Lalibela, Ethiopia: UN fears revered Christian and tourist site is in jeopardy


(CNN) – These are one of the greatest cultural and religious treasures not only in Ethiopia but also in Africa and Christendom: the ancient rock-carved churches of Lalibela.

In a statement released on Friday, UNESCO called for “Compliance with all relevant obligations under international law to ensure the protection of … this precious site by refraining from any act which could expose it to damage, and by taking all necessary precautions to prevent any attempt to looting and looting of cultural property located in the area. “

UNESCO said: “Lalibela is a place of pilgrimage, devotion and peace: it should not be a place of incitement to violence and conflict.

History and unusual architecture of Lalibela

The 11 medieval monolithic cave churches of this 13th-century “New Jerusalem” are in a mountainous region in northern Ethiopia, UNESCO said. They joined the World Heritage List in 1978 and are located approximately 645 kilometers (approximately 400 miles) from the capital Addis Ababa.

The structures were commissioned by King Lalibela of the Zagwe dynasty, which ruled much of the country in the 12th century. Almost impossible to see from a distance, the awe-inspiring feat provided a safe space for Christians to hide from the northern Muslim expansion at the time.
Christianity here dates back several centuries, however. It dates from the 4th century in this region, and the Ethiopian Orthodox Church is one of the oldest Christian organizations in the world.

The churches were carved out of monolithic blocks below ground level, according to UNESCO. These blocks were further chiseled, forming windows and doors.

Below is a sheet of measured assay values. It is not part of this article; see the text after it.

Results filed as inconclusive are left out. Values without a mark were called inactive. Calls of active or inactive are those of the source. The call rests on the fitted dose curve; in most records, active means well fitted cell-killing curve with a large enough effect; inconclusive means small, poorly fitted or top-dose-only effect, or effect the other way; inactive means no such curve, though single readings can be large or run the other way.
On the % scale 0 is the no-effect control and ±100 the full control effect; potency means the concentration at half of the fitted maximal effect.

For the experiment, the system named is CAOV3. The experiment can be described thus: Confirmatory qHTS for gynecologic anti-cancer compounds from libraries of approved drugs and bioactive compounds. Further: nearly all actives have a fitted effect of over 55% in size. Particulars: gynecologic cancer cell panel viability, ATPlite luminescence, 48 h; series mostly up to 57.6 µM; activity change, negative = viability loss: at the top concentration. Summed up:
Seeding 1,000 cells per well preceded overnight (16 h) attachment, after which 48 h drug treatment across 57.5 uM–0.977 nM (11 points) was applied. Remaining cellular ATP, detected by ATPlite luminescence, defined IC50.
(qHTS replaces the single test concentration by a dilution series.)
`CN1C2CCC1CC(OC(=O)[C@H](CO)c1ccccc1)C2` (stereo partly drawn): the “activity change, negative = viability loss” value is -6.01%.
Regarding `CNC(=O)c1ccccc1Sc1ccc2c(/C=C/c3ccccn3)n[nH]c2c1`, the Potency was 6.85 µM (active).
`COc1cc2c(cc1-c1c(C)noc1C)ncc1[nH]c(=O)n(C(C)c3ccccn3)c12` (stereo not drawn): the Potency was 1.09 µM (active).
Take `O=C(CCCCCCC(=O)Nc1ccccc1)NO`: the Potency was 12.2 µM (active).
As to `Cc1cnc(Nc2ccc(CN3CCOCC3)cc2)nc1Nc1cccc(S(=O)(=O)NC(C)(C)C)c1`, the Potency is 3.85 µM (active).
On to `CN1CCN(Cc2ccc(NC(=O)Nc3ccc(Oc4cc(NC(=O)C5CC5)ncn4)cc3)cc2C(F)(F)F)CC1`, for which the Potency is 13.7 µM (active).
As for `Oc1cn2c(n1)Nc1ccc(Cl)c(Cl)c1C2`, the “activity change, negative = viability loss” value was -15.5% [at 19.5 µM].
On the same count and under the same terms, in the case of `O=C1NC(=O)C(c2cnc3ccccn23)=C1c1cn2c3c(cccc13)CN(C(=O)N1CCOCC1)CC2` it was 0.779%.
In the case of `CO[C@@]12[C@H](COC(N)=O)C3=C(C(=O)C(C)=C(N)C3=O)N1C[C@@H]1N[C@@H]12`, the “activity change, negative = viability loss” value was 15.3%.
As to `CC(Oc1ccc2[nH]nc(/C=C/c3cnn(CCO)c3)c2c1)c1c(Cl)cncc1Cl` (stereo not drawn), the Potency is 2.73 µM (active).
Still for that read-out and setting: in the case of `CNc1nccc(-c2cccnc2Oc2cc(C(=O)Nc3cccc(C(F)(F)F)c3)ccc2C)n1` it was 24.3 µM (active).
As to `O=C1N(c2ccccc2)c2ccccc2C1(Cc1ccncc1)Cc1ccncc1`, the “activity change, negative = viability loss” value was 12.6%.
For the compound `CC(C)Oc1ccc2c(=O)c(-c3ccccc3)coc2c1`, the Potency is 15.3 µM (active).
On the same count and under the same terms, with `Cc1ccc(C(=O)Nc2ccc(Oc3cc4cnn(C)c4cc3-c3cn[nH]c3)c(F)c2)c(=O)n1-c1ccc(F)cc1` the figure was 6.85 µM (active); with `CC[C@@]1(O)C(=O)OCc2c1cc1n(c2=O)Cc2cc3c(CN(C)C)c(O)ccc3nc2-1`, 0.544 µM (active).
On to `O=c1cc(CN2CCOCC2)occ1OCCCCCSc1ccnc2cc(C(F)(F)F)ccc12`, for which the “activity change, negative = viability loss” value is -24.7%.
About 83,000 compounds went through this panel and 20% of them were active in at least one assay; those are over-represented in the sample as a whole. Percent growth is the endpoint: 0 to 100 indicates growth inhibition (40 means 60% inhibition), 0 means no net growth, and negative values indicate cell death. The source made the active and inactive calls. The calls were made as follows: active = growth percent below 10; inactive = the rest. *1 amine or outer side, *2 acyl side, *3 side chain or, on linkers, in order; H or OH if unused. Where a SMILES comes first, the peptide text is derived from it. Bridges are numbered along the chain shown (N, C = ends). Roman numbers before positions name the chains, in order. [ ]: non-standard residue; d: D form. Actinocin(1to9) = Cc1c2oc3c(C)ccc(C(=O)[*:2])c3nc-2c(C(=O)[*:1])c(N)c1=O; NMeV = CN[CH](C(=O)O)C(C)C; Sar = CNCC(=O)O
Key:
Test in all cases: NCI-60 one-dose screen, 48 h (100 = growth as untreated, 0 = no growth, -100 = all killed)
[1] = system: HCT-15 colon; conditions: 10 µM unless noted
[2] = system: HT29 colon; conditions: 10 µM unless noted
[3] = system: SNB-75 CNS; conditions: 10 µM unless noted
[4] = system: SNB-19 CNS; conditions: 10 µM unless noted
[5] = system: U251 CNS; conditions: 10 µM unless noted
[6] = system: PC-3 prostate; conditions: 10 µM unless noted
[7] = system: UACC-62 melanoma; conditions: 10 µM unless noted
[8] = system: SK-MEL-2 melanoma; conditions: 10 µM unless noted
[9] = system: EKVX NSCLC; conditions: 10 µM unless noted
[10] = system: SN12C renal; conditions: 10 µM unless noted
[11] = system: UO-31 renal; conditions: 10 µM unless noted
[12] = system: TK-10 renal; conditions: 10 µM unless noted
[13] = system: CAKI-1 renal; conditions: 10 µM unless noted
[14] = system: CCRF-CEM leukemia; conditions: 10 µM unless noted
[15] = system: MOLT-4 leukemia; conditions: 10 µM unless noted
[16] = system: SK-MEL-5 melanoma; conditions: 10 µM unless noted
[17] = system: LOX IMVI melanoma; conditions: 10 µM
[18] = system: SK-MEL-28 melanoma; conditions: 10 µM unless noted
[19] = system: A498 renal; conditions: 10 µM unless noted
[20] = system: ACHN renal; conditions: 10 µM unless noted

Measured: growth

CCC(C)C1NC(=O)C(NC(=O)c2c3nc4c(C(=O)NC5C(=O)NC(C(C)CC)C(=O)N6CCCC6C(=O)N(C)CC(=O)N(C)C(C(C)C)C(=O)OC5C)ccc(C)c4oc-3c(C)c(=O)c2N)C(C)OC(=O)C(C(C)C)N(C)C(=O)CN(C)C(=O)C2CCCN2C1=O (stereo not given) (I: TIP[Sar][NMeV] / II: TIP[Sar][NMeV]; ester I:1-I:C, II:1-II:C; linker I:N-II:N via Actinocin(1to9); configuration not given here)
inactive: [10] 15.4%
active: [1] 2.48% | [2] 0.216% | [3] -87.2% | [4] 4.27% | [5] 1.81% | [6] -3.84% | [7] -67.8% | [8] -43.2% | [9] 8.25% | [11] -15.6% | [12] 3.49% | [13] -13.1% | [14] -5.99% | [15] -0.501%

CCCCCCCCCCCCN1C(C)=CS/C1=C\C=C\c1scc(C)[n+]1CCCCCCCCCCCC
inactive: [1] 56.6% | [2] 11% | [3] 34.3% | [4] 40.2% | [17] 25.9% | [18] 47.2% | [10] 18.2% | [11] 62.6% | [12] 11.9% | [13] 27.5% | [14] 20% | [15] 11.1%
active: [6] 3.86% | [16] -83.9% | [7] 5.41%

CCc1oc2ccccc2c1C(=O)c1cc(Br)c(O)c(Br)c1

Famous churches have been built in a variety of styles.

Some of them have been carved into the wall of the rock, while others stand like isolated blocks, like the Church of St. George, built in the shape of a cross.

A complex and extensive system of drainage ditches, tunnels and underpasses connects the underground structures.

Follow the faithful

In 2016, photographer Tariq Zaidi followed the pilgrims’ route to Lalibela and its surroundings.

He recalled the majesty of the architecture and the beauty of the region, but above all of its inhabitants.

“They are very poor, very humble,” he told CNN at the time. “They come on the pilgrimage, hopefully once in a lifetime if they can afford it. Lots of people have crossed the country on foot, with almost nothing with them.”

Zaidi described the local community coming out to help the pilgrims, feed them and even help them wash their feet.

“It’s very beautiful, poetic – even romantic – in a way, very little in our world is,” Zaidi said. “They all support each other.”

CNN’s Sara Dean and Forrest Brown contributed from current reporting, and Errol Barnett and Thomas Page contributed from previous CNN Travel articles.

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